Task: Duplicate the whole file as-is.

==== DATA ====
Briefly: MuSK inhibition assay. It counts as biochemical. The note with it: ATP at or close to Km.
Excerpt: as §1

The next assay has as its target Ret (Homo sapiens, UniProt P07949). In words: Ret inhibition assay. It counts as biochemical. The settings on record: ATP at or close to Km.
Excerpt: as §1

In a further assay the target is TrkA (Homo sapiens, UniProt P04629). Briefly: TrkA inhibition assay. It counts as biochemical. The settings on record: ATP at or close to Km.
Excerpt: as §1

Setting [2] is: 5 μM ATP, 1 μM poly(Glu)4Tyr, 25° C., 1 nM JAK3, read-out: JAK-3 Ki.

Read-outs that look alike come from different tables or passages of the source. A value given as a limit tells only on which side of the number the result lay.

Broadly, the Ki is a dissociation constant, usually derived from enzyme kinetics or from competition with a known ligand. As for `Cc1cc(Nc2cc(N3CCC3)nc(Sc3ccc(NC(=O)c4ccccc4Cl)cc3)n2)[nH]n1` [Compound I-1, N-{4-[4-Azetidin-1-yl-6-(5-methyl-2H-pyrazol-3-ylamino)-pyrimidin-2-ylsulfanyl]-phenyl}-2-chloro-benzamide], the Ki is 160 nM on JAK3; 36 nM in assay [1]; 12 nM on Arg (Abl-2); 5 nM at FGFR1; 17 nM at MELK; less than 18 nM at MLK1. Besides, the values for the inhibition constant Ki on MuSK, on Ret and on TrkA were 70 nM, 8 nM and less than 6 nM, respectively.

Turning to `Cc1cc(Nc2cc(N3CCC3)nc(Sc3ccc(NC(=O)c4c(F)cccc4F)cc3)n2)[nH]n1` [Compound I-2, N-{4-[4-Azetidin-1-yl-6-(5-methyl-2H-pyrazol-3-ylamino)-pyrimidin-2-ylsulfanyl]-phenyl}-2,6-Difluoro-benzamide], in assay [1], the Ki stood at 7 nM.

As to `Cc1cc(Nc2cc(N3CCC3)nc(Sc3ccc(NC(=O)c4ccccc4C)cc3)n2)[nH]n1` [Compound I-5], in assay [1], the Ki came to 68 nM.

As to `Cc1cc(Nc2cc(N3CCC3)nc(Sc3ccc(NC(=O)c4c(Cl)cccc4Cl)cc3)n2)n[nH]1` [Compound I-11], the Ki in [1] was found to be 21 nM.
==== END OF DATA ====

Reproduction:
Briefly: MuSK inhibition assay. It counts as biochemical. The note with it: ATP at or close to Km.
Excerpt: as §1

The next assay has as its target Ret (Homo sapiens, UniProt P07949). In words: Ret inhibition assay. It counts as biochemical. The settings on record: ATP at or close to Km.
Excerpt: as §1

In a further assay the target is TrkA (Homo sapiens, UniProt P04629). Briefly: TrkA inhibition assay. It counts as biochemical. The settings on record: ATP at or close to Km.
Excerpt: as §1

Setting [2] is: 5 μM ATP, 1 μM poly(Glu)4Tyr, 25° C., 1 nM JAK3, read-out: JAK-3 Ki.

Read-outs that look alike come from different tables or passages of the source. A value given as a limit tells only on which side of the number the result lay.

Broadly, the Ki is a dissociation constant, usually derived from enzyme kinetics or from competition with a known ligand. As for `Cc1cc(Nc2cc(N3CCC3)nc(Sc3ccc(NC(=O)c4ccccc4Cl)cc3)n2)[nH]n1` [Compound I-1, N-{4-[4-Azetidin-1-yl-6-(5-methyl-2H-pyrazol-3-ylamino)-pyrimidin-2-ylsulfanyl]-phenyl}-2-chloro-benzamide], the Ki is 160 nM on JAK3; 36 nM in assay [1]; 12 nM on Arg (Abl-2); 5 nM at FGFR1; 17 nM at MELK; less than 18 nM at MLK1. Besides, the values for the inhibition constant Ki on MuSK, on Ret and on TrkA were 70 nM, 8 nM and less than 6 nM, respectively.

Turning to `Cc1cc(Nc2cc(N3CCC3)nc(Sc3ccc(NC(=O)c4c(F)cccc4F)cc3)n2)[nH]n1` [Compound I-2, N-{4-[4-Azetidin-1-yl-6-(5-methyl-2H-pyrazol-3-ylamino)-pyrimidin-2-ylsulfanyl]-phenyl}-2,6-Difluoro-benzamide], in assay [1], the Ki stood at 7 nM.

As to `Cc1cc(Nc2cc(N3CCC3)nc(Sc3ccc(NC(=O)c4ccccc4C)cc3)n2)[nH]n1` [Compound I-5], in assay [1], the Ki came to 68 nM.

As to `Cc1cc(Nc2cc(N3CCC3)nc(Sc3ccc(NC(=O)c4c(Cl)cccc4Cl)cc3)n2)n[nH]1` [Compound I-11], the Ki in [1] was found to be 21 nM.